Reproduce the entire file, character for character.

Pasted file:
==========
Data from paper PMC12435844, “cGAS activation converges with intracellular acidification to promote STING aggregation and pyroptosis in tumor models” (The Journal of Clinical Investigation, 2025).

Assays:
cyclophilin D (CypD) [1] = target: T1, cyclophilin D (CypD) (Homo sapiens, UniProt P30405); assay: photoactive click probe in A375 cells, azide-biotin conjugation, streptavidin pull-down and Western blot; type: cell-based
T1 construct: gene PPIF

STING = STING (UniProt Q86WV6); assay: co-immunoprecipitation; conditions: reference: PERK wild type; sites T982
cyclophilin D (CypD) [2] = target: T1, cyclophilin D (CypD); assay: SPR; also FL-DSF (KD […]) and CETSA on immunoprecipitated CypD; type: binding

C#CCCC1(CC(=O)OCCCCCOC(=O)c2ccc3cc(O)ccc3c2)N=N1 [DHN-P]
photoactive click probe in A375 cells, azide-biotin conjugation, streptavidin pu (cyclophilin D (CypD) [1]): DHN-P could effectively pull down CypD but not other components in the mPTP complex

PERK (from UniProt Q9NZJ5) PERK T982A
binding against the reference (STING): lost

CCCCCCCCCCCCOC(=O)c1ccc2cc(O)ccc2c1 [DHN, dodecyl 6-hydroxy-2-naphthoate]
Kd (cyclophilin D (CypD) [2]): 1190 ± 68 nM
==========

Data from paper PMC12435844, “cGAS activation converges with intracellular acidification to promote STING aggregation and pyroptosis in tumor models” (The Journal of Clinical Investigation, 2025).

Assays:
cyclophilin D (CypD) [1] = target: T1, cyclophilin D (CypD) (Homo sapiens, UniProt P30405); assay: photoactive click probe in A375 cells, azide-biotin conjugation, streptavidin pull-down and Western blot; type: cell-based
T1 construct: gene PPIF

STING = STING (UniProt Q86WV6); assay: co-immunoprecipitation; conditions: reference: PERK wild type; sites T982
cyclophilin D (CypD) [2] = target: T1, cyclophilin D (CypD); assay: SPR; also FL-DSF (KD […]) and CETSA on immunoprecipitated CypD; type: binding

C#CCCC1(CC(=O)OCCCCCOC(=O)c2ccc3cc(O)ccc3c2)N=N1 [DHN-P]
photoactive click probe in A375 cells, azide-biotin conjugation, streptavidin pu (cyclophilin D (CypD) [1]): DHN-P could effectively pull down CypD but not other components in the mPTP complex

PERK (from UniProt Q9NZJ5) PERK T982A
binding against the reference (STING): lost

CCCCCCCCCCCCOC(=O)c1ccc2cc(O)ccc2c1 [DHN, dodecyl 6-hydroxy-2-naphthoate]
Kd (cyclophilin D (CypD) [2]): 1190 ± 68 nM